Thousands of Britons took part in the American Civil War (1861-1863) fighting and dying for both the Union and the Confederacy.
Many were ex-soldiers who had fought in the Crimean War (1853-1856) while others were civilians from all walks of life who crossed the Atlantic to fight for a cause that they believed was just.
Writing home, an Englishman serving in the Union Army told his family:
“The Corporal of our detachment is an Englishman who celebrates today as the anniversary of “Inkerman” and wears his medals on his jacket, including the Victoria Cross, with silver bars, possibly the greatest honour an Englishman can earn.
“He was a Sergeant Major in the Rifle Brigade, and I can assure you he is by far the best soldier in our company.
“I find it worthy of mention that there are about 20 Englishmen in our company (about a fifth of its strength) and although we are small in proportion, every Sergeant is English excepting the Quartermaster Sergeant who is Scots.”
One of the men from North Staffordshire who fought with the Union Army was John Livesley.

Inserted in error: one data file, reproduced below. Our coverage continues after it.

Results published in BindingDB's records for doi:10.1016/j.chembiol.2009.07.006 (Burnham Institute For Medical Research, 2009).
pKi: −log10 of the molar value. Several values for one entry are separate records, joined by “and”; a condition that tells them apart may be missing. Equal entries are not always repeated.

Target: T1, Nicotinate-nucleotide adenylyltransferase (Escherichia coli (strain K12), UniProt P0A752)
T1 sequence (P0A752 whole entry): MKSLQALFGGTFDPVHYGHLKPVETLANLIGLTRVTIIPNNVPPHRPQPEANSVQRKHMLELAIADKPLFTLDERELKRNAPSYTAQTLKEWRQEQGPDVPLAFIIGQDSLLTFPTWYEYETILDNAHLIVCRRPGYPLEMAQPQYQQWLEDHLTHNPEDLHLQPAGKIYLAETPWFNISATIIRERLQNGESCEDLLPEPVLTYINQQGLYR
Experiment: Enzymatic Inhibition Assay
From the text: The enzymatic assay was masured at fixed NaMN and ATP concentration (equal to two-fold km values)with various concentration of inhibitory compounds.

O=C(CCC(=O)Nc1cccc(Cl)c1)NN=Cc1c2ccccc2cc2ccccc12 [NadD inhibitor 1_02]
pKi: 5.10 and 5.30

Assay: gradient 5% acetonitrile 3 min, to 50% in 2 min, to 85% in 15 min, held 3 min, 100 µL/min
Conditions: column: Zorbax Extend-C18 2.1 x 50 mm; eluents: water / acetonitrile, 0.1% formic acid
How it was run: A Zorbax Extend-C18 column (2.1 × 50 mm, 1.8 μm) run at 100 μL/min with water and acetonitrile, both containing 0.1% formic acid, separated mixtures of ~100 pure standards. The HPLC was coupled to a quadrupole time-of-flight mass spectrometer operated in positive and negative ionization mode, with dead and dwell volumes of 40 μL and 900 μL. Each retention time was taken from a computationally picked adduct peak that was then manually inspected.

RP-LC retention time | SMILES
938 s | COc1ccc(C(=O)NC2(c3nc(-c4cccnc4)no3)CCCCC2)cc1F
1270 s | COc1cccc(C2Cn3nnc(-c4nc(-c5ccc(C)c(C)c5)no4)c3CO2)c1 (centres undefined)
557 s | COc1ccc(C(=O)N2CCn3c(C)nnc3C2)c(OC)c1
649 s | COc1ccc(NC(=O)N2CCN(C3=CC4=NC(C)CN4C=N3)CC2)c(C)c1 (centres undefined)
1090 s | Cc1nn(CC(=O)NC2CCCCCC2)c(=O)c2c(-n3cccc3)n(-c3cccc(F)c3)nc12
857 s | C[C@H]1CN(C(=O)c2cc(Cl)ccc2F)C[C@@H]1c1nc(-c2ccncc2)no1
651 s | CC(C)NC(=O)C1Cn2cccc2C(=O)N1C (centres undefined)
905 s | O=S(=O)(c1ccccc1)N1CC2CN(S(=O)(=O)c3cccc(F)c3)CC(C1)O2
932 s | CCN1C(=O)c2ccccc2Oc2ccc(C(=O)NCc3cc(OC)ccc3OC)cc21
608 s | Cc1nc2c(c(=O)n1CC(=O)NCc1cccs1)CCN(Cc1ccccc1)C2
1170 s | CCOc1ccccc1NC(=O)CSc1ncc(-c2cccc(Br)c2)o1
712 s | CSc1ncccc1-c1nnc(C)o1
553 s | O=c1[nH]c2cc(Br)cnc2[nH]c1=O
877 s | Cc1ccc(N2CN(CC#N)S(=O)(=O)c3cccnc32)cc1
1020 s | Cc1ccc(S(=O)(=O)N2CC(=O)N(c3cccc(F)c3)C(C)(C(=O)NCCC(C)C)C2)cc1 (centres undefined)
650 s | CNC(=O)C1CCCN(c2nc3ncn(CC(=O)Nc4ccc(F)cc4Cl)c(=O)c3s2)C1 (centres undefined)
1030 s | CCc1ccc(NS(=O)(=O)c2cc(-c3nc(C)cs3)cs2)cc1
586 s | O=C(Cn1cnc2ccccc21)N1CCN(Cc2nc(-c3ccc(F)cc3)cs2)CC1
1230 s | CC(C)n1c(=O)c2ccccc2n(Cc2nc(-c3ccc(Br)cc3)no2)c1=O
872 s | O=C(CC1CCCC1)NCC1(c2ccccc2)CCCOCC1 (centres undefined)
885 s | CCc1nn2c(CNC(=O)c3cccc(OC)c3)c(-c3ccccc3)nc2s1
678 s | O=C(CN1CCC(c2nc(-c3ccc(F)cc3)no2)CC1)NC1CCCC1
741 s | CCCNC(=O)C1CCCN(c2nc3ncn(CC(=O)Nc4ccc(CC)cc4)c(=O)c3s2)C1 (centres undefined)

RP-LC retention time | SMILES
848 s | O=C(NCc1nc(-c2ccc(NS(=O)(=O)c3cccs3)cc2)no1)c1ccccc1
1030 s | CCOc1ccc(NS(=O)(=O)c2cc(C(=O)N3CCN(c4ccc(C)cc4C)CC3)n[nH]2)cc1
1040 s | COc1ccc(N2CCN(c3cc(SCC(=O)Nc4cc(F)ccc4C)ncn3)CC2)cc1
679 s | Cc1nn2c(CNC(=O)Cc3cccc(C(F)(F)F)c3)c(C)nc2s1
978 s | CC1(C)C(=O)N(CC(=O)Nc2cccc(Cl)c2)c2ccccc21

Born in Shelton in 1838, John was the son of a local pottery manufacturer.
In January 1864 he went to the United States and enlisted in the 6th Regiment New York Cavalry.
His military career ended a few months later in August 1864 when he was wounded and taken to hospital where an arm and a leg were amputated.
John returned to Stoke-on-Trent and became a grocer in Lichfield Street, Hanley. He married Ellen Twigg in 1866 and died four months later aged 29.
History does not tell us how many Britons took part in the American Civil War, but we do know that 67 of them who fought in the Union Army were awarded the Congressional Medal of Honour, the United States of America’s highest military award for bravery in the face of the enemy.